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Rodents and lagomorphs
Modified Bühner suture technique in a guinea pig (Cavia porcellus) with penile prolapse
  1. Laura Marie Kleinschmidt1 and
  2. J Jill Heatley1,2
  1. 1Department of Small Animal Clinical Sciences, College of Veterinary Medicine and Biomedical Sciences, Texas A&M University, College Station, Texas, USA
  2. 2Department of Veterinary Small Animal Clinical Sciences, Texas A&M University, College Station, Texas, USA
  1. Correspondence to Dr Laura Marie Kleinschmidt, kleinschmidt.laura{at}gmail.com

Abstract

Penile prolapse in guinea pigs may occur due to prolonged trauma, fur/debris accumulation, irritation and/or infection of the penis. Other species affected by penile prolapse include reptiles, horses, cats, dogs, degus and chinchillas. Treatment for penile prolapse usually involves treatment of the underlying cause, anti-inflammatories, analgesics and manual reduction. However, if initial manual reduction is unsuccessful and the penis continues to prolapse, surgical intervention may be considered to facilitate prolapse reduction. In horses, traumatic penile prolapse was successfully treated using a modified Bühner suture technique, historically used in reproductive prolapse in cattle. This case report describes the successful use of a modified Bühner suture technique to treat a four-year-old intact guinea pig boar with balanoposthitis-induced penile prolapse. Based on this experience, a modified Bühner suture technique in conjunction with appropriate medical management is a useful, minimally invasive technique for treatment of balanoposthitis-induced penile prolapse in guinea pigs.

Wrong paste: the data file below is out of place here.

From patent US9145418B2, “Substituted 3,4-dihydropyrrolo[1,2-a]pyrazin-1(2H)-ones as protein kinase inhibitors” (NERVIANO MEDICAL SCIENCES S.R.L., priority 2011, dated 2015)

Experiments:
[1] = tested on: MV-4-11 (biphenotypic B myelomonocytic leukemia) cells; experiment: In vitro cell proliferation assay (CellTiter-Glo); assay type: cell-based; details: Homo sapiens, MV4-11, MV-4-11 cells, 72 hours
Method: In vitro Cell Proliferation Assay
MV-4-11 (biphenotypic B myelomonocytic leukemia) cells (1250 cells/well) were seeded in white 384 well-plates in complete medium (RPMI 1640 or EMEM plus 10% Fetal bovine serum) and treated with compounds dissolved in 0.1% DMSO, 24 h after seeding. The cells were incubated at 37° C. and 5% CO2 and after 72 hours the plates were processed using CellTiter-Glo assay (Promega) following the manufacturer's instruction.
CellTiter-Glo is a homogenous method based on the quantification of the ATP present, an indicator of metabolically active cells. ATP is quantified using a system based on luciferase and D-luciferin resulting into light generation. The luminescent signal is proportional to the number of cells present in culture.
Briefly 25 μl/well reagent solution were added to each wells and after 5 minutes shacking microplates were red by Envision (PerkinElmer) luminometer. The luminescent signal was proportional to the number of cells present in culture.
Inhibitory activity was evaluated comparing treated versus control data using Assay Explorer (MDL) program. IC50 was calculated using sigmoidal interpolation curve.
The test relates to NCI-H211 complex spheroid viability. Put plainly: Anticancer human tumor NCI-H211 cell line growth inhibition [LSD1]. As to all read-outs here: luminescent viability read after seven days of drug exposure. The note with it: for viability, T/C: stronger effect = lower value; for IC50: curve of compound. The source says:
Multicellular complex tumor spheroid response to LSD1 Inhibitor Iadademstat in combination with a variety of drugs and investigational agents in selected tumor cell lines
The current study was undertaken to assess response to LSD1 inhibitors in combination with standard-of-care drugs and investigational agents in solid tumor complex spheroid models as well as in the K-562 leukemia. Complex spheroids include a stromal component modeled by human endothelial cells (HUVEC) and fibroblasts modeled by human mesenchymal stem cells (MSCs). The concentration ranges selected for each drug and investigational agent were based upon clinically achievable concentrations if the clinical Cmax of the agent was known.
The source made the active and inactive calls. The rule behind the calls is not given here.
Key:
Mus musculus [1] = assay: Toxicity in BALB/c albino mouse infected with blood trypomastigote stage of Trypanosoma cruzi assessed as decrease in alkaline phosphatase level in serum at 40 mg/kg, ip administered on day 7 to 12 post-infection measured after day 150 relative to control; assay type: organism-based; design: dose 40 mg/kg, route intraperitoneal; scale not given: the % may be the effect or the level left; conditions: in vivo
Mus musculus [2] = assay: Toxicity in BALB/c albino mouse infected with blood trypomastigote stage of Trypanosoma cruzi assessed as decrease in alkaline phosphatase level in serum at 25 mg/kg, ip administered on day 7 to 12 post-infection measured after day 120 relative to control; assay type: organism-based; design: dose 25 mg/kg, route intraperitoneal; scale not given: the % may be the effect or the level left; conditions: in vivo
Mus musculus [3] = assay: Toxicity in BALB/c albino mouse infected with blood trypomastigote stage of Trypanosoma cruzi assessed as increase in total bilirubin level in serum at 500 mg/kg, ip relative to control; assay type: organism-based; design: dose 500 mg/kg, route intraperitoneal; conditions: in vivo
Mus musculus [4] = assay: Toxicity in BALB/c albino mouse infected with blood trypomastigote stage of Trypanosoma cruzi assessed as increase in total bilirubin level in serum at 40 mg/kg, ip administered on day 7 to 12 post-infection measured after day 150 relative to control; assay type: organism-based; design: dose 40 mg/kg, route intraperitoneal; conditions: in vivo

• Guinea pigs
  • Surgery
  • Reproduction
  • Treatment
  • Exotics

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